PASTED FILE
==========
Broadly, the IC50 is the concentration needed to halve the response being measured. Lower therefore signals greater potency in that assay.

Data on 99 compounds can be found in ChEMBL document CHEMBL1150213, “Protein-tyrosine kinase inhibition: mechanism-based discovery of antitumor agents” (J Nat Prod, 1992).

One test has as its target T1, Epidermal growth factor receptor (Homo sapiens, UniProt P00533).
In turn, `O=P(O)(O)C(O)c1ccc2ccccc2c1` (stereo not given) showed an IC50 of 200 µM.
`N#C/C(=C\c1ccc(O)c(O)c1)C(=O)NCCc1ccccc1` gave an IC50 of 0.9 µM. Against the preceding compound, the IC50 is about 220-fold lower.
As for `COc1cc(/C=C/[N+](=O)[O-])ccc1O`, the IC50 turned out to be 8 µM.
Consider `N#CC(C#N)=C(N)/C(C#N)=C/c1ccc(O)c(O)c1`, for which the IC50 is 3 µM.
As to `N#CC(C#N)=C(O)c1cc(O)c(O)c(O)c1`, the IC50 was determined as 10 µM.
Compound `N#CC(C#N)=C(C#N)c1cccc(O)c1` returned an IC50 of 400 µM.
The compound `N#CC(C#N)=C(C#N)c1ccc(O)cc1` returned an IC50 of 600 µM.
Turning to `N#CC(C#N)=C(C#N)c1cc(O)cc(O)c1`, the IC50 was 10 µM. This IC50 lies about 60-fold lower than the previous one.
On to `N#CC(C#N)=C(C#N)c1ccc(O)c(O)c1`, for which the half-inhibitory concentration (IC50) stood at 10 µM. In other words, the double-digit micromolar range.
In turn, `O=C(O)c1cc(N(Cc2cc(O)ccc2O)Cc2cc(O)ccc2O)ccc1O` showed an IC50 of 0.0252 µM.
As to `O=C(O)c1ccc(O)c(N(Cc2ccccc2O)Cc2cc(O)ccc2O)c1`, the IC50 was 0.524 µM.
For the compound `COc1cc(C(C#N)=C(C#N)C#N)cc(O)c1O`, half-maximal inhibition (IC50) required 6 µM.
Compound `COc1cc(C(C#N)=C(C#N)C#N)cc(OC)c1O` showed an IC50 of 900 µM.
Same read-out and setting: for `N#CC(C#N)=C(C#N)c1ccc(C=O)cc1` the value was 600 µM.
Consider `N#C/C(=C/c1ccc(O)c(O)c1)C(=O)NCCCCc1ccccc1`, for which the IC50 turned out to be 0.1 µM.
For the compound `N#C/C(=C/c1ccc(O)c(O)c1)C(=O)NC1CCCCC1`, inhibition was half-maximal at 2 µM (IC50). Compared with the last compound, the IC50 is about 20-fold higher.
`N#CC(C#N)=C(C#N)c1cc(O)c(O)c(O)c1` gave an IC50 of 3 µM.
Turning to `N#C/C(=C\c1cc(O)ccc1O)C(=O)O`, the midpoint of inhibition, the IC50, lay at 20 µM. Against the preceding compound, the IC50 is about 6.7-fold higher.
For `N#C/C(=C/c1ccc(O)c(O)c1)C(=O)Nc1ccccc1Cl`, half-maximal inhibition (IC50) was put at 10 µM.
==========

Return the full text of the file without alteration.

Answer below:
Broadly, the IC50 is the concentration needed to halve the response being measured. Lower therefore signals greater potency in that assay.

Data on 99 compounds can be found in ChEMBL document CHEMBL1150213, “Protein-tyrosine kinase inhibition: mechanism-based discovery of antitumor agents” (J Nat Prod, 1992).

One test has as its target T1, Epidermal growth factor receptor (Homo sapiens, UniProt P00533).
In turn, `O=P(O)(O)C(O)c1ccc2ccccc2c1` (stereo not given) showed an IC50 of 200 µM.
`N#C/C(=C\c1ccc(O)c(O)c1)C(=O)NCCc1ccccc1` gave an IC50 of 0.9 µM. Against the preceding compound, the IC50 is about 220-fold lower.
As for `COc1cc(/C=C/[N+](=O)[O-])ccc1O`, the IC50 turned out to be 8 µM.
Consider `N#CC(C#N)=C(N)/C(C#N)=C/c1ccc(O)c(O)c1`, for which the IC50 is 3 µM.
As to `N#CC(C#N)=C(O)c1cc(O)c(O)c(O)c1`, the IC50 was determined as 10 µM.
Compound `N#CC(C#N)=C(C#N)c1cccc(O)c1` returned an IC50 of 400 µM.
The compound `N#CC(C#N)=C(C#N)c1ccc(O)cc1` returned an IC50 of 600 µM.
Turning to `N#CC(C#N)=C(C#N)c1cc(O)cc(O)c1`, the IC50 was 10 µM. This IC50 lies about 60-fold lower than the previous one.
On to `N#CC(C#N)=C(C#N)c1ccc(O)c(O)c1`, for which the half-inhibitory concentration (IC50) stood at 10 µM. In other words, the double-digit micromolar range.
In turn, `O=C(O)c1cc(N(Cc2cc(O)ccc2O)Cc2cc(O)ccc2O)ccc1O` showed an IC50 of 0.0252 µM.
As to `O=C(O)c1ccc(O)c(N(Cc2ccccc2O)Cc2cc(O)ccc2O)c1`, the IC50 was 0.524 µM.
For the compound `COc1cc(C(C#N)=C(C#N)C#N)cc(O)c1O`, half-maximal inhibition (IC50) required 6 µM.
Compound `COc1cc(C(C#N)=C(C#N)C#N)cc(OC)c1O` showed an IC50 of 900 µM.
Same read-out and setting: for `N#CC(C#N)=C(C#N)c1ccc(C=O)cc1` the value was 600 µM.
Consider `N#C/C(=C/c1ccc(O)c(O)c1)C(=O)NCCCCc1ccccc1`, for which the IC50 turned out to be 0.1 µM.
For the compound `N#C/C(=C/c1ccc(O)c(O)c1)C(=O)NC1CCCCC1`, inhibition was half-maximal at 2 µM (IC50). Compared with the last compound, the IC50 is about 20-fold higher.
`N#CC(C#N)=C(C#N)c1cc(O)c(O)c(O)c1` gave an IC50 of 3 µM.
Turning to `N#C/C(=C\c1cc(O)ccc1O)C(=O)O`, the midpoint of inhibition, the IC50, lay at 20 µM. Against the preceding compound, the IC50 is about 6.7-fold higher.
For `N#C/C(=C/c1ccc(O)c(O)c1)C(=O)Nc1ccccc1Cl`, half-maximal inhibition (IC50) was put at 10 µM.